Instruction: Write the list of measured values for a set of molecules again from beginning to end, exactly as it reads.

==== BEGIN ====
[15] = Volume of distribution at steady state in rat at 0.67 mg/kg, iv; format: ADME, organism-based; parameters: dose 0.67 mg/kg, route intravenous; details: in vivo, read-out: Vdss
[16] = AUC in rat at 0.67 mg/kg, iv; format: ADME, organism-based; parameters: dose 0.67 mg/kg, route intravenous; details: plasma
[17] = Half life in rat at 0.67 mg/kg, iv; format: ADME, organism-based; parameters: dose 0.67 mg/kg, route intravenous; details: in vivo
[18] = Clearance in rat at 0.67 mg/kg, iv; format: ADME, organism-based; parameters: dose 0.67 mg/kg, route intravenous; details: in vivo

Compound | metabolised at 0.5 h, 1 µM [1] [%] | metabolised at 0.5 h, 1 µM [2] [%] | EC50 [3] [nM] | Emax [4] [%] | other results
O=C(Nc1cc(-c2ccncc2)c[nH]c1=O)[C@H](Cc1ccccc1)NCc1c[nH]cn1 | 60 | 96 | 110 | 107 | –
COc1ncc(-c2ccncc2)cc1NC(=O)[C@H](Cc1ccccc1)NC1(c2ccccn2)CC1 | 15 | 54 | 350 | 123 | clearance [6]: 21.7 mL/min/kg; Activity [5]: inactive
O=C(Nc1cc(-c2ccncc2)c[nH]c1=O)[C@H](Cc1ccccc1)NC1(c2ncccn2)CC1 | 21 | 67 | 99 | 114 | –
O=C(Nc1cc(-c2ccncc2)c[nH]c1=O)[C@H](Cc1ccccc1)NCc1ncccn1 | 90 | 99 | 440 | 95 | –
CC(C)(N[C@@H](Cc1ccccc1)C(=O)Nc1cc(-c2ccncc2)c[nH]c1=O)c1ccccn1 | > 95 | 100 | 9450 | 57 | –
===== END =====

[15] = Volume of distribution at steady state in rat at 0.67 mg/kg, iv; format: ADME, organism-based; parameters: dose 0.67 mg/kg, route intravenous; details: in vivo, read-out: Vdss
[16] = AUC in rat at 0.67 mg/kg, iv; format: ADME, organism-based; parameters: dose 0.67 mg/kg, route intravenous; details: plasma
[17] = Half life in rat at 0.67 mg/kg, iv; format: ADME, organism-based; parameters: dose 0.67 mg/kg, route intravenous; details: in vivo
[18] = Clearance in rat at 0.67 mg/kg, iv; format: ADME, organism-based; parameters: dose 0.67 mg/kg, route intravenous; details: in vivo

Compound | metabolised at 0.5 h, 1 µM [1] [%] | metabolised at 0.5 h, 1 µM [2] [%] | EC50 [3] [nM] | Emax [4] [%] | other results
O=C(Nc1cc(-c2ccncc2)c[nH]c1=O)[C@H](Cc1ccccc1)NCc1c[nH]cn1 | 60 | 96 | 110 | 107 | –
COc1ncc(-c2ccncc2)cc1NC(=O)[C@H](Cc1ccccc1)NC1(c2ccccn2)CC1 | 15 | 54 | 350 | 123 | clearance [6]: 21.7 mL/min/kg; Activity [5]: inactive
O=C(Nc1cc(-c2ccncc2)c[nH]c1=O)[C@H](Cc1ccccc1)NC1(c2ncccn2)CC1 | 21 | 67 | 99 | 114 | –
O=C(Nc1cc(-c2ccncc2)c[nH]c1=O)[C@H](Cc1ccccc1)NCc1ncccn1 | 90 | 99 | 440 | 95 | –
CC(C)(N[C@@H](Cc1ccccc1)C(=O)Nc1cc(-c2ccncc2)c[nH]c1=O)c1ccccn1 | > 95 | 100 | 9450 | 57 | –